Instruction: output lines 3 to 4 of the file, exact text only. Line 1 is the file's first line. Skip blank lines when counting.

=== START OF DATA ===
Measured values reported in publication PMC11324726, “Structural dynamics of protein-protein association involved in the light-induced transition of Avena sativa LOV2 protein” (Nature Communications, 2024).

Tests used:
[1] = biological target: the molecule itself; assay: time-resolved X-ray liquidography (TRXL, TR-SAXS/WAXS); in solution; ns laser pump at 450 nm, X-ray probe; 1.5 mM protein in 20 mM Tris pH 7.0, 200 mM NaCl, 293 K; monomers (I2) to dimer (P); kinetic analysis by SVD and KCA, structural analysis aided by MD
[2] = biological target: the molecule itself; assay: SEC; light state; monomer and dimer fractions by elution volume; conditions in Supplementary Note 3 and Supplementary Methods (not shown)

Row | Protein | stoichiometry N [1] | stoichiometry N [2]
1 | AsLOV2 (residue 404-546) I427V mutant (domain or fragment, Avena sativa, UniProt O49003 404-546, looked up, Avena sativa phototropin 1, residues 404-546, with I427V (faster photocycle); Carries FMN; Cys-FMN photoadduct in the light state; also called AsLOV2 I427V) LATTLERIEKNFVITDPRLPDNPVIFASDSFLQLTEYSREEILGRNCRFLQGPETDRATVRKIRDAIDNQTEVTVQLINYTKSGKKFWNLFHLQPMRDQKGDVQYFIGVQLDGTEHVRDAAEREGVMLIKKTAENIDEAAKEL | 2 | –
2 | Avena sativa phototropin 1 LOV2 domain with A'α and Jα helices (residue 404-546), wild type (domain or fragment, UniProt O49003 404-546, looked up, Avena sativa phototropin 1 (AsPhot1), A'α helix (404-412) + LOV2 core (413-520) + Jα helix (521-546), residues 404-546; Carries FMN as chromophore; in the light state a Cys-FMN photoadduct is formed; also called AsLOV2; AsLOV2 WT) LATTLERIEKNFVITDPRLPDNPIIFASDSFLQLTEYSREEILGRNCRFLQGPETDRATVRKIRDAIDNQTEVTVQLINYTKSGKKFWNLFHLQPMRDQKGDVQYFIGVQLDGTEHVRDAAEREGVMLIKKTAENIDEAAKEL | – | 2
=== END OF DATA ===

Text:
[1] = biological target: the molecule itself; assay: time-resolved X-ray liquidography (TRXL, TR-SAXS/WAXS); in solution; ns laser pump at 450 nm, X-ray probe; 1.5 mM protein in 20 mM Tris pH 7.0, 200 mM NaCl, 293 K; monomers (I2) to dimer (P); kinetic analysis by SVD and KCA, structural analysis aided by MD
[2] = biological target: the molecule itself; assay: SEC; light state; monomer and dimer fractions by elution volume; conditions in Supplementary Note 3 and Supplementary Methods (not shown)